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TABLE OF CONTENTS May 19 - 25, 2014 Volume 100 Number 14 - 0 comments

Cliffs hit by falling prices, cold weather

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A harsh winter and low iron-ore and coal prices ensured that Cliffs Natural Resources (NYSE: CLF) would disappoint on its first-quarter earnings.

The company suffered a US$83-million first-quarter loss — which was far worse than what the Street was expecting. On a per-share basis the loss works out to US54¢ per share, which missed the consensus forecast of a US15¢ loss per share by a wide margin.

The miss came on the back of revenues from its coal and iron-ore divisions falling, as iron-ore revenues fell 9% year-over-year in the U.S., 25% in Canada and 19% in the Asia–Pacific region. Revenues were down 20% for its coal division again due to falling prices, while the cost per tonne was up 10%.

Beyond those poor fundamental factors, an unusually cold weather across the northern U.S. and eastern Canada hurt operations when much of the Great Lakes froze over for the first time in years.

While it can’t do much about bad weather, Cliffs has been reducing capital expenditure over the last few quarters. It has so far brought its capex down by over 50%.

And despite concerns on the pricing side, Cliffs kept its previously stated production and sales guidance across all of its business segments, although it did say those numbers would depend on iron-ore prices.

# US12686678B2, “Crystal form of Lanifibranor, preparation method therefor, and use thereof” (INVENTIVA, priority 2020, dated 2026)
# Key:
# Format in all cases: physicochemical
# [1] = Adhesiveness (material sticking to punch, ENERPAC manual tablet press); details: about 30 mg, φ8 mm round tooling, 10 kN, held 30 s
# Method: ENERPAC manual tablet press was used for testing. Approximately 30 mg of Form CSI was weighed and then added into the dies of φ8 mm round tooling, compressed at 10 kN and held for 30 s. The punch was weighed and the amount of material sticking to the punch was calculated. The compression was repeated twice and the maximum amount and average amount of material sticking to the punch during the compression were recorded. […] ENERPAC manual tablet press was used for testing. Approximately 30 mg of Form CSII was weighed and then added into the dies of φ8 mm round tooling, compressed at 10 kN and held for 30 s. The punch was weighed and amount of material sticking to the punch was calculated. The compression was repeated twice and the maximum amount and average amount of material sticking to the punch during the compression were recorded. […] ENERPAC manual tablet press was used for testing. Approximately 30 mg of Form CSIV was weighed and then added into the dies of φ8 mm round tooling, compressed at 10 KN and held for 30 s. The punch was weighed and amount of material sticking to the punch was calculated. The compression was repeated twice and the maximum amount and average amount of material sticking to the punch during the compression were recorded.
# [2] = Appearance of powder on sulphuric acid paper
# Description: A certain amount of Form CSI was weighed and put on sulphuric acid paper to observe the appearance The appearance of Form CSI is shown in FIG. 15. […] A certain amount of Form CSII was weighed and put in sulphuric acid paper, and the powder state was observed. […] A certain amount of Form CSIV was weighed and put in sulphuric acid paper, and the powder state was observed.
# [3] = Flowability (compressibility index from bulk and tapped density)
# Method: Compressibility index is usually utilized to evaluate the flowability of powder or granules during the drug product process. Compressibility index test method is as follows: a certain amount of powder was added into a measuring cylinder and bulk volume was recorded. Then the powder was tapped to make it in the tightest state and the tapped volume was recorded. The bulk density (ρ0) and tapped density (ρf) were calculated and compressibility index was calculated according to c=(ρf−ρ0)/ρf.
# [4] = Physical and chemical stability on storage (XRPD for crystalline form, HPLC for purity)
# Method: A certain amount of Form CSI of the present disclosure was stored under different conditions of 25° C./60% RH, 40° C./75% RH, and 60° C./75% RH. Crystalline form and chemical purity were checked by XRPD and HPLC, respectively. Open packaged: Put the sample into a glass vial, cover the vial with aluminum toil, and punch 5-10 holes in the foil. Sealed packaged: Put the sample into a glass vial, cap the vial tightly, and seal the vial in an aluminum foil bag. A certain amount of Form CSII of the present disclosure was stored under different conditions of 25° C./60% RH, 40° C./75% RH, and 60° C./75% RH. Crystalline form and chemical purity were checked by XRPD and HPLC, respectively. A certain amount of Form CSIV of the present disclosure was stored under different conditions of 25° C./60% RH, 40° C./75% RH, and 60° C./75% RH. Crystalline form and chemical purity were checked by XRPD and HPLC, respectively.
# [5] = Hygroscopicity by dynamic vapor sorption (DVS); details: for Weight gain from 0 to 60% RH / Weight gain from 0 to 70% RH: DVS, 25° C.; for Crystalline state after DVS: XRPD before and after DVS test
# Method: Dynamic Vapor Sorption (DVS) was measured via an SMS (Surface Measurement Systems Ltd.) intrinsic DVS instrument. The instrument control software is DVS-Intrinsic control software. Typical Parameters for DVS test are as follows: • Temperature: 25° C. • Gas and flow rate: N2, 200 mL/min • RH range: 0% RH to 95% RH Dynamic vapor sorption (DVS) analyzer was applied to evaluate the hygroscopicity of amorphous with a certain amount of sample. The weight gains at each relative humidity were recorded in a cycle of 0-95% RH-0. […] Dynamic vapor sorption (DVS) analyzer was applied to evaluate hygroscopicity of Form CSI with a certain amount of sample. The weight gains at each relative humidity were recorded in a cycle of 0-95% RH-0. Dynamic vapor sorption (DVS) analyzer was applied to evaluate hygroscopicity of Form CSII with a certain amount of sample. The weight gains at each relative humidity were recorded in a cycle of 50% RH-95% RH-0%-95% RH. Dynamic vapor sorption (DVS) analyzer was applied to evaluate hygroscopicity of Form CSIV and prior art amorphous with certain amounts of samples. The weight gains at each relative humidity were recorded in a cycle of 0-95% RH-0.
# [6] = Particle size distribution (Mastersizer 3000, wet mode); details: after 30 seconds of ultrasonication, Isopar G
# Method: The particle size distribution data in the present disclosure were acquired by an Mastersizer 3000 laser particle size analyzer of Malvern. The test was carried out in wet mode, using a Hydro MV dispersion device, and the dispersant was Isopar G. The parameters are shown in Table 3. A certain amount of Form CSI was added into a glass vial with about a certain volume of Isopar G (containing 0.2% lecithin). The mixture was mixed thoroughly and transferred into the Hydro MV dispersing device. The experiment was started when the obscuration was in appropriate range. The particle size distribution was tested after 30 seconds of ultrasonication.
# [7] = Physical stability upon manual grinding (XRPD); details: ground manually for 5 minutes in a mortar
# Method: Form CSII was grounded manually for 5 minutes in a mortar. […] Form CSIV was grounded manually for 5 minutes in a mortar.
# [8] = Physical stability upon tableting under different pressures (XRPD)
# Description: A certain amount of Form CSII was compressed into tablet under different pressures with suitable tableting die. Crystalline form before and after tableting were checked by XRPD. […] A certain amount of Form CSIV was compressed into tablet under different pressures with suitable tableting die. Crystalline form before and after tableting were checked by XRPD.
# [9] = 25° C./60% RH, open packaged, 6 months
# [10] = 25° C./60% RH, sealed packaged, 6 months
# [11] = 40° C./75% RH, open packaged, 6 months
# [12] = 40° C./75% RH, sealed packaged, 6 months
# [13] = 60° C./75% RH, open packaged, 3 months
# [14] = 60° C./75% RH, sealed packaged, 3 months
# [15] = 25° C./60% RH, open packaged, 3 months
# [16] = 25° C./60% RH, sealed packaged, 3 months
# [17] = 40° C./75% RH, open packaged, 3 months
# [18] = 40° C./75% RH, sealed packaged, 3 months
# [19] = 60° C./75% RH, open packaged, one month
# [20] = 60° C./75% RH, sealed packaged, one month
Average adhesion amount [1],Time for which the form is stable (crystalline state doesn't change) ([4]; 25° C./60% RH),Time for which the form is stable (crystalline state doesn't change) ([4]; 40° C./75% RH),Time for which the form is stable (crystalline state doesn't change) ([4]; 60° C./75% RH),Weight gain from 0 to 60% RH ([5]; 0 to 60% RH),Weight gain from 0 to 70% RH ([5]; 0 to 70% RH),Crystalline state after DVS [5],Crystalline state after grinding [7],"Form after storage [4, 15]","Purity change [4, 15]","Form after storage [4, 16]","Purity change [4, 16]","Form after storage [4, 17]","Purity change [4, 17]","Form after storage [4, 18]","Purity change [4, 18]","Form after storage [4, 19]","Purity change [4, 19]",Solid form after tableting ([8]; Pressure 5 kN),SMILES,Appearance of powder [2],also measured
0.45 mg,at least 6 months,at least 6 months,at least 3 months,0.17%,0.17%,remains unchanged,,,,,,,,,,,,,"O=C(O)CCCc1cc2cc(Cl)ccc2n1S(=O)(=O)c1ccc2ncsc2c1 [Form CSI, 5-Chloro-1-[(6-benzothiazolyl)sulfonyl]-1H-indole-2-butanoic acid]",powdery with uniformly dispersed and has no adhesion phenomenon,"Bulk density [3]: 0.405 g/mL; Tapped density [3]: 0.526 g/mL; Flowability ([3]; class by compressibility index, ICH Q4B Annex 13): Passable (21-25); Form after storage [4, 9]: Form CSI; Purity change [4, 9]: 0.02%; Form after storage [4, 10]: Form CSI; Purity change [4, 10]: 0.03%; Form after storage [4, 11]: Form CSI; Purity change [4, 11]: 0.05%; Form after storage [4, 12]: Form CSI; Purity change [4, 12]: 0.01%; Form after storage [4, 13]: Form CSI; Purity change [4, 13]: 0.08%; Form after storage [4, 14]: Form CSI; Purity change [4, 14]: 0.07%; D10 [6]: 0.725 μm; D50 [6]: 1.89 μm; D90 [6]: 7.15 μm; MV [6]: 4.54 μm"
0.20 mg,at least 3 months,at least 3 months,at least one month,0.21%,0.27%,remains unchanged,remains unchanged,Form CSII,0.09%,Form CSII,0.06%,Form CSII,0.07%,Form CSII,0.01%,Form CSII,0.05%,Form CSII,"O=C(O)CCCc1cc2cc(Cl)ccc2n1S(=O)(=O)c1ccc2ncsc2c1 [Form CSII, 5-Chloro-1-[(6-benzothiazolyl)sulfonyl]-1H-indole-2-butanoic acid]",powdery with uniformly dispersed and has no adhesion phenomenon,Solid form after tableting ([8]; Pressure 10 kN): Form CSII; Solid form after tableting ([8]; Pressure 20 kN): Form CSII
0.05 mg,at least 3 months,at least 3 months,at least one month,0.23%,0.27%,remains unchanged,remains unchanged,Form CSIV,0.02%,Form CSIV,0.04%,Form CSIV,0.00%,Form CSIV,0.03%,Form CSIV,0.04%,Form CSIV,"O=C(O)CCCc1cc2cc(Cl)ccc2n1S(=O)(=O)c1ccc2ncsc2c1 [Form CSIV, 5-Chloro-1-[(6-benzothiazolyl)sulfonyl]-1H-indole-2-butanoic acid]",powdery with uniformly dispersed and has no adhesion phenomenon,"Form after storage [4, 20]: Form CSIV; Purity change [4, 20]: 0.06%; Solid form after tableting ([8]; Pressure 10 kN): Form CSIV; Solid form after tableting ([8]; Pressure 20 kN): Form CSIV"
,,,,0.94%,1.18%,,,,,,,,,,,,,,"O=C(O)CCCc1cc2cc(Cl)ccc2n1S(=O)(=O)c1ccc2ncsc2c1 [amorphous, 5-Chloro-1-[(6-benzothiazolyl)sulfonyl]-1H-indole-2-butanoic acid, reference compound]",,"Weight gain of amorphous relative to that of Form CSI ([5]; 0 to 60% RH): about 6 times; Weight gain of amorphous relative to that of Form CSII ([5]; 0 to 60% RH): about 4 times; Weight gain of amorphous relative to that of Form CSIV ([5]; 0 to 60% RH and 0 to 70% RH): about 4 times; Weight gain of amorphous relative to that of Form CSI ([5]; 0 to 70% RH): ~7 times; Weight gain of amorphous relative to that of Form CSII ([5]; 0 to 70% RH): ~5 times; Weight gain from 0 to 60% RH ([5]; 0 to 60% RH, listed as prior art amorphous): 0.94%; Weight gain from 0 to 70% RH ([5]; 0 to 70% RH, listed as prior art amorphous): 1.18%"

Investors can also look to the company’s infrastructure programs in China and Canada and a supply deal with ArcelorMittal (NYSE: MT) as drivers of growth.

The company’s results missed forecasts by BMO Capital Markets analyst Tony Robson by an even wider margin, as Robson had expected a loss of just US8¢ per share.

He attributed the earnings miss to lower revenues and sales, as well as inventory writedowns.

Robson noted that Cliffs’ first-quarter earnings are traditionally weaker due to seasonality, but conceded that the extreme cold made for an especially poor quarter. He also pointed to net debt increasing to US$2.9 billion from US$2.7 billion as something investors should note.

“The company continues to lose money at its Canadian iron-ore operations and U.S. coal,” Robson wrote in his research note. “The relatively poor quarter for its U.S. pellets operations highlighted the company’s reliance on that division to offset poor earnings performance elsewhere.”

Despite improvements on cost and maintaining its guidance, BMO lowered its 2014 earnings estimates to US90¢ per share from US$1.70 per share.

Robson has the stock rated “market perform” with a US$22 price target.

He noted, however, that his rating is contingent on improving earnings for the rest of the year.

“Cliffs remains a highly indebted, leveraged company with limited growth opportunities. Therefore, BMO Research prefers Rio Tinto [rated as ‘outperform’] for iron-ore exposure,” Robson wrote.

On April 29 — the day after the results were released — company’s stock was trading for US$17.56 on 3.98 million shares traded.

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